The seeds of Josh Freeman's demise were planted long ago, when Greg Schiano fell for his first quarterback.
Schiano recruited a tall, blonde QB named Mike Glennon back in his Rutgers days, only Glennon decided to attend N.C. State instead. He performed well for the Wolfpack, but was prone to wild ups-and-downs. He threw for 7,075 yards and 62 touchdowns in his two seasons as a starter in college, but that came along with 31 interceptions. Yours truly witnessed him throw four picks against Tennessee in a demoralizing loss that set the Wolfpack up for a 7-6 season and the firing of head coach Tom O'Brien.
During that time, Schiano grew infatuated with Glennon. He yearned for a decent quarterback in 2009, when his Scarlet Knights limped out to a 1-6 conference record…in the Big East. Schiano was determined to reunite with his long-lost quarterback. He spurned Miami, the first team to hire him, as he knew Glennon could not possibly transfer to a conference rival. They somehow had to meet in the pros.
Despite Schiano's 28-48 conference record at Rutgers, he knew he had to find a way into the NFL. While out on his morning jog near the field where the athletic teams stretched, he saw a lacrosse player with “Belichick” written across the back. Could it be? It was.
Schiano quickly signed him up as a long-snapper and befriended his father, Bill. He informed his fellow coach about his dilemma. Bemused but enticed by the thought of one less team to contend with, Belichick went along and put in a good word with the Buccaneers.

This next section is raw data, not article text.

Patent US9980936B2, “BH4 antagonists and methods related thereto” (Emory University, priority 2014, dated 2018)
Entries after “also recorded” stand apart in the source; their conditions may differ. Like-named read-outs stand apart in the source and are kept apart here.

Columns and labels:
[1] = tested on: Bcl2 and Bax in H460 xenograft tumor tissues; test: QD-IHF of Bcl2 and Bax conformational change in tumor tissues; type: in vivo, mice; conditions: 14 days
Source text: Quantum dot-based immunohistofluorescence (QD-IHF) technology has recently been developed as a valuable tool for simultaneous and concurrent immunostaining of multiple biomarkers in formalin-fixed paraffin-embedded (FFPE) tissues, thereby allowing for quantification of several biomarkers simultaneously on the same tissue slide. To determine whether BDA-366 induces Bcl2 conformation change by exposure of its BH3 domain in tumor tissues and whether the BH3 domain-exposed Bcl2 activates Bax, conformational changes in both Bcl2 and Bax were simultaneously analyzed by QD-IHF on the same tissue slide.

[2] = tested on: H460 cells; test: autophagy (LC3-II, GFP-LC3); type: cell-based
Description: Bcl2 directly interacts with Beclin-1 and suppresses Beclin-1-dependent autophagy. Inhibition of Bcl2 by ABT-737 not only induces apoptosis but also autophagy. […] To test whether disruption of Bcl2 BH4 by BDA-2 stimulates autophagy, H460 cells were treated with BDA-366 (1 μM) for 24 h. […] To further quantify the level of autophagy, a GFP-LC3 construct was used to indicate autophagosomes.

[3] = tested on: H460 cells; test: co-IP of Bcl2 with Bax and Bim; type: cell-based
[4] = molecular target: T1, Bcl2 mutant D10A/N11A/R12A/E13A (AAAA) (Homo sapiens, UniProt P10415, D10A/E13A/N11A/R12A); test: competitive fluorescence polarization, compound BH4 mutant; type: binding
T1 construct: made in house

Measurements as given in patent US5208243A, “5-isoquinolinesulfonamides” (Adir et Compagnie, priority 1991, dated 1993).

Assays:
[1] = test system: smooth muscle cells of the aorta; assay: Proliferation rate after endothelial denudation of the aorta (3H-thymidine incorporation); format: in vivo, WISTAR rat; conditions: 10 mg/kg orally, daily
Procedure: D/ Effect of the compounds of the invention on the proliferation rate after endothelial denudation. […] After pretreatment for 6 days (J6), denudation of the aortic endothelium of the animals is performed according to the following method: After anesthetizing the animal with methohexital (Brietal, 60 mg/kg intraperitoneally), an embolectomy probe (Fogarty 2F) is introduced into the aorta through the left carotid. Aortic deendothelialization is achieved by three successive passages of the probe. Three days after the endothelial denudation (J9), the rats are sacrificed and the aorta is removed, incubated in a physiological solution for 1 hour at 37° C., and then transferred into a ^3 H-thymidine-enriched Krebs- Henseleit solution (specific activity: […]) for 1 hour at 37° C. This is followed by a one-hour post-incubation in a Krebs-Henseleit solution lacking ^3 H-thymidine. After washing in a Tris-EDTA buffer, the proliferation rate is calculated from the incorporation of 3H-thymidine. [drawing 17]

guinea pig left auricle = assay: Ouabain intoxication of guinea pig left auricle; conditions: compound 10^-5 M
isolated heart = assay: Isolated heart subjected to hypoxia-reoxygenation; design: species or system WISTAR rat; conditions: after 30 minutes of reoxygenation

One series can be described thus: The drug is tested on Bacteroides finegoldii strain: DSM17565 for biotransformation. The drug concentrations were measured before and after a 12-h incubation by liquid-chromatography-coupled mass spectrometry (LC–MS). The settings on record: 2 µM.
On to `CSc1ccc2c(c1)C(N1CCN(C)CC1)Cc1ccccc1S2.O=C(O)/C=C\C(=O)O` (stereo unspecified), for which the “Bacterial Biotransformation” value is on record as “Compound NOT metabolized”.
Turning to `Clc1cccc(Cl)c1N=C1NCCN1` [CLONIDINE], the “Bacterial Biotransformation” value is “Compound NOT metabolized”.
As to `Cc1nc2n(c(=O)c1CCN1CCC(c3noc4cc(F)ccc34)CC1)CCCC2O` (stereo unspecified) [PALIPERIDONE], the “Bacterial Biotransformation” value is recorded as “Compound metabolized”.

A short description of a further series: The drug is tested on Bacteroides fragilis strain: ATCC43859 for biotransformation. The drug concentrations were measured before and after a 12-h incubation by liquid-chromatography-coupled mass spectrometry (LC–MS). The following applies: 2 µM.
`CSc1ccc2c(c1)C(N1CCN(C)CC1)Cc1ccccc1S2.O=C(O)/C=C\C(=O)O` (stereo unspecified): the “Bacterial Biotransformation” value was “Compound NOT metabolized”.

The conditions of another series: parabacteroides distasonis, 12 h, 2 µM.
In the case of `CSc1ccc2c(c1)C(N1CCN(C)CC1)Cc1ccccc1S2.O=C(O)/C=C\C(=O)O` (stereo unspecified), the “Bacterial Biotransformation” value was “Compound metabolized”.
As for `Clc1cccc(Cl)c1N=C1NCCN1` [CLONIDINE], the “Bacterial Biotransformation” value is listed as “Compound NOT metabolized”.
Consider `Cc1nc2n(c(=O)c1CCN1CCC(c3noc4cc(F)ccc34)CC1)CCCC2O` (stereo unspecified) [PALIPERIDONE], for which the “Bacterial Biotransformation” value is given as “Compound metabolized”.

Tampa Bay quickly hired him after losing out on Chip Kelly, an unfortunate choice since they already had a first round quarterback, Freeman, who essentially wrote the Buccaneers' record books during his short tenure. Schiano was not deterred. He declared Glennon the highest-rated player on the board, according to GM Mark Dominik. They chose him with the 73rd selection, a steal.
Finally the two were reunited. They met shortly after the draft. Schiano said, “‘I missed out on you five years ago. I wasn’t going to miss out on you again,’” according to Glennon.
But before their passion could truly be revealed, Schiano still had to get out of his current coach-QB relationship. But how? Freeman clearly earned the right to start.
He went to Tampa Bay's owner, Malcolm Glazer, and asked for advice. Glazer put him in touch with Karl Rove, whom he knew thanks to his connection with the Bush family after buying Zapata Offshore from George H. W. Bush. Rove recommended an all-out smear campaign.
Schiano started with Freeman's teammates. Though they voted him team captain, Schiano changed the votes. Besides, a soon-to-be back-up quarterback had no business being a captain. During the meeting afterwards, Schiano took Freeman's phone and changed his alarm so he would miss the team photo. He told the press Freeman was late to several events, just to make sure.
Rumors swirled about problems within the camp, and reports suggested Freeman might soon be traded.
Schiano was close. All he needed was a final push to force Freeman out. Aha! Freeman's frequent drug testing! He always wondered what those tests were all about. Now would be his chance to find out and do Freeman in for good.
Despite strict laws to the contrary, Schiano leaked information to the press stating that Freeman was in stage one of the NFL's drug program. He quickly named Glennon the starter before the news hit, then announced he would call every team looking for a home for Josh Freeman.
Freeman was screwed. In response, he asked to be cut, clearing the path for a controversy-free dance around the NFL for Schiano and Glennon.
Though they lost in their debut to the Arizona Cardinals, scoring a meager 10 points, that's OK for Schaino and Glennon, so long as they have each other.